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Enzymology group
DQB, FCUL Edifício C8, Room. 8.4.55 Campo Grande 1749-016 Lisboa Portugal

Metabolome, proteome, drug target, metabolic pathways, structural biology


Leishmania infantum, Vitis vinifera, yeast (S. cerevisiae), bacteria (E. coli)


• Proteomics: FT-ICR mass spectrometry (ESI and MALDI), Peptide Mass Fingerprint, Post-translational modifications (glycation, nitrosylation) • Metabolomics: untargeted metabolomics; FT-ICR-MS using direct infusion and analysis by ESI+ and ESI-; nanoLC- and capLC-MS • Enzymology and Pathway analysis: enzyme activity assays (initial rate and time-course analysis), Modelling and computer simulation of metabolic networks, recombinant protein expression and purification

Collaborations outside COST

We are a research group dedicated to unravel enzyme function and structure, exploring the exquisite complexity of life through a systems biology approach, mainly focused in amyloid disorders and infectious diseases. Our final goal is to shape the rules of life to our defined purposes such as changing enzyme specificity, rewiring pathways and creating novel functional macromolecular structures. In the MS and proteomics field, we collaborate with several research groups, namely Neil Kelleher’s at Northwestern University, Peter Roepstorff’s at Southern Denmark University, Roman Zubarev’s at Karolinska Institute, and Albert Heck’s at Bijvoet Center. We also collaborate with clinicians from Hospital de Curry Cabral (Lisbon) in the area of amyloid diseases. In the quest for new therapeutic targets and development of new drugs against human diseases (amyloid and infectious) we interact with organic chemists from Lisbon University.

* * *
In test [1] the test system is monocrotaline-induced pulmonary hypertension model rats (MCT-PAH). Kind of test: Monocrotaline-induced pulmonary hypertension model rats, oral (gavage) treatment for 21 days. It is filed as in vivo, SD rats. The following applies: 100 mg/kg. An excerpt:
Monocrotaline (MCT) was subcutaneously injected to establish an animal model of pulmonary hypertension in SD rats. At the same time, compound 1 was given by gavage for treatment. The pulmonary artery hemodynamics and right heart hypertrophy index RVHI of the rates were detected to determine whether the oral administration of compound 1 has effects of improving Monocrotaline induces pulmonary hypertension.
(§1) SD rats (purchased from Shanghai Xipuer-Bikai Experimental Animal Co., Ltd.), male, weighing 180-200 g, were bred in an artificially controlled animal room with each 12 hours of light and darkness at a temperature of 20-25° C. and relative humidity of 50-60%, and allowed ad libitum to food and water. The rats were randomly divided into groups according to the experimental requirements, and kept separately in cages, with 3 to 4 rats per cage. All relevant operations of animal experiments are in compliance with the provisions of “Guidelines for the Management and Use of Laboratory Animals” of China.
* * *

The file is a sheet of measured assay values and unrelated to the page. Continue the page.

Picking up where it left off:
Short description of ongoing research projects

Current research focuses on mass spectrometry-based metabolomics and proteomics, and its application in biomarker discovery and drug development. Using ultra-high resolution and high-mass accuracy provided by FT-ICR-MS, metabolite and protein analysis is being performed in two different models of highly relevant infectious diseases: Human visceral leishmaniasis (an important public health problem) and grapevine downy-mildew (a major economical concern). Based on the identified metabolites and enzymes, a network of significant metabolic pathways will be built, revealing the pathways and the mechanisms underlying infection and key metabolites associated with resistance and survival.

  1. Sousa Silva M, Gomes RA, Ferreira AEN, Ponces Freire A, Cordeiro C (2013) The glyoxalase pathway: The first hundred years… and beyond. Biochem J 453(1): 1-15
  2. Lages NF, Cordeiro C, Sousa Silva M, Ponces Freire A, Ferreira AEN (2012) Optimization of time-course experiments for kinetic model discrimination. PLoS One 7(3): e32749
  3. Gomes RA, Franco C, Da Costa G, Planchon S, Renaut J, Pinto F, Sousa Silva M, Coelho AV, Ponces Freire A, Cordeiro C (2012) The proteome response to amyloid protein expression in vivo. PLoS One 7(11): e50123
  4. Fortes AM, Agudelo-Romero P, Silva MS, Ali K, Sousa L, Maltese F, Choi YH, Grimplet J, Martinez-Zapater JM, Verpoorte R, Pais MS (2011) Transcript and metabolite analysis in Trincadeira cultivar reveals novel information regarding the dynamics of grape ripening. BMC Plant Biology 11: 149. DOI: 10.1186/1471-2229-11-149
  5. Sousa Silva M, Barata L, Ferreira AEN, Romão S, Tomás AM, Ponces Freire A, Cordeiro C (2008) Catalysis and molecular properties of Leishmania infantum glyoxalase II: trypanothione specificity and the evolution of trypanosomatids. Biochemistry 47(1): 195-204
Other activities of potential interest to others

- Member of the Action Group A3 on “Prevention of functional decline and frailty” of the European Innovation Partnership on Active and Healthy Ageing (EIP-AHA, European Commission), and co-representative of the FCUL Consortium in this Action Group. - Member of the Steering Committee of the Portuguese Mass Spectrometry Network (RNEM).

Cost UE